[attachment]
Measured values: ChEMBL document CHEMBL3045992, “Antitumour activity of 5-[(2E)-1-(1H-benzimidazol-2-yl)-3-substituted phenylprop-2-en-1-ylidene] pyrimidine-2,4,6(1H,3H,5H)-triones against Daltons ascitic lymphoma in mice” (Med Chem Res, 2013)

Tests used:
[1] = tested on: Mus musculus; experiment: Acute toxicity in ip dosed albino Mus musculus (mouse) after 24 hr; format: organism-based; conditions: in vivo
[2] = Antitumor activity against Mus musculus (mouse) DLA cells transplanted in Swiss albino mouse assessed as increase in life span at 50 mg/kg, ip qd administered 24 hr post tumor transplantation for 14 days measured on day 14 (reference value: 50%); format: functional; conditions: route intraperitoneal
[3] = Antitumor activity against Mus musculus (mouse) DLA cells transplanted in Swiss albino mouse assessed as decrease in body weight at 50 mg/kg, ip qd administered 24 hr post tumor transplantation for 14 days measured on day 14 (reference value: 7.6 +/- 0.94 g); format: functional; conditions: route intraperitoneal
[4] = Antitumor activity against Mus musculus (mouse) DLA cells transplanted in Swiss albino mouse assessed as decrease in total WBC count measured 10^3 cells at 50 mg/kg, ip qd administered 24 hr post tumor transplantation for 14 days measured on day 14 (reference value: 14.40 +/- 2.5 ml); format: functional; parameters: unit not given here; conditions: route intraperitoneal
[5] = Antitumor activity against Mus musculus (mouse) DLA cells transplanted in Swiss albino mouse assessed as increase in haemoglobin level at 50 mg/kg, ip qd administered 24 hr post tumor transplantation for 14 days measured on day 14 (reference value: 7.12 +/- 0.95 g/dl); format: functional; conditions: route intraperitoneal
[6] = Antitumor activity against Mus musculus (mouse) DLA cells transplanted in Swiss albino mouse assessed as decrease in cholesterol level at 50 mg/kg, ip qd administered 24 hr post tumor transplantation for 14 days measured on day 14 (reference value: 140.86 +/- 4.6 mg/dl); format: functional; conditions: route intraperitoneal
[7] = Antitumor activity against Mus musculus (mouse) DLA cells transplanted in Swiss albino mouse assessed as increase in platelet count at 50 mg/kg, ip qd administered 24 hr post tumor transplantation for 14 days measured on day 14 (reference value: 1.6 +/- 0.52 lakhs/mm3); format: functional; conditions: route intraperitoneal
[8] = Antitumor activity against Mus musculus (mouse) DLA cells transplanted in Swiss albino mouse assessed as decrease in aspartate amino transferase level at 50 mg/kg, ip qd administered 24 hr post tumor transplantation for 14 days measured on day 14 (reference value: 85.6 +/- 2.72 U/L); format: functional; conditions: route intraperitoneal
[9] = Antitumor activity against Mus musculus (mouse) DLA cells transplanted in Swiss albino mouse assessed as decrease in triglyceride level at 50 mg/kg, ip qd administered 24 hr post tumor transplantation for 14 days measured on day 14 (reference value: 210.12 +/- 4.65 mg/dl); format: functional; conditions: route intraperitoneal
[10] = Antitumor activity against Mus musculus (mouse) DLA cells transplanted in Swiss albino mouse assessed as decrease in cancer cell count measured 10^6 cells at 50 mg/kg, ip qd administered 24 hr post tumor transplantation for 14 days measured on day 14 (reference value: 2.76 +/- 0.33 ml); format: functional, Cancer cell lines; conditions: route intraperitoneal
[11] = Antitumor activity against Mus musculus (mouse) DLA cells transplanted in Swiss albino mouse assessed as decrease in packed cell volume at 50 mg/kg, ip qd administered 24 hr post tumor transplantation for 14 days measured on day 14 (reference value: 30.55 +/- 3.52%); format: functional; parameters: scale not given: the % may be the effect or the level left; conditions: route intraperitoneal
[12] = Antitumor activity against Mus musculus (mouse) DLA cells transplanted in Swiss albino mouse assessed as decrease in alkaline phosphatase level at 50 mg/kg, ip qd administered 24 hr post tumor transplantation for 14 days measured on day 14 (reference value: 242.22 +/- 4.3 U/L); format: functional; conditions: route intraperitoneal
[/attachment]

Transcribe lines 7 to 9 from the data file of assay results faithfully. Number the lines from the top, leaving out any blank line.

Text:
[5] = Antitumor activity against Mus musculus (mouse) DLA cells transplanted in Swiss albino mouse assessed as increase in haemoglobin level at 50 mg/kg, ip qd administered 24 hr post tumor transplantation for 14 days measured on day 14 (reference value: 7.12 +/- 0.95 g/dl); format: functional; conditions: route intraperitoneal
[6] = Antitumor activity against Mus musculus (mouse) DLA cells transplanted in Swiss albino mouse assessed as decrease in cholesterol level at 50 mg/kg, ip qd administered 24 hr post tumor transplantation for 14 days measured on day 14 (reference value: 140.86 +/- 4.6 mg/dl); format: functional; conditions: route intraperitoneal
[7] = Antitumor activity against Mus musculus (mouse) DLA cells transplanted in Swiss albino mouse assessed as increase in platelet count at 50 mg/kg, ip qd administered 24 hr post tumor transplantation for 14 days measured on day 14 (reference value: 1.6 +/- 0.52 lakhs/mm3); format: functional; conditions: route intraperitoneal